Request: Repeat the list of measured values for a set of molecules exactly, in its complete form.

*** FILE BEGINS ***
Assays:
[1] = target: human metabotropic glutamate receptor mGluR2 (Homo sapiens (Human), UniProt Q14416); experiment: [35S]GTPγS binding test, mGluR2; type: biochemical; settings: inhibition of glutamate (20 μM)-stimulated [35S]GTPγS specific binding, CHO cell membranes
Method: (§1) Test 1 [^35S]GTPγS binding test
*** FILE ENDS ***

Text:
Assays:
[1] = target: human metabotropic glutamate receptor mGluR2 (Homo sapiens (Human), UniProt Q14416); experiment: [35S]GTPγS binding test, mGluR2; type: biochemical; settings: inhibition of glutamate (20 μM)-stimulated [35S]GTPγS specific binding, CHO cell membranes
Method: (§1) Test 1 [^35S]GTPγS binding test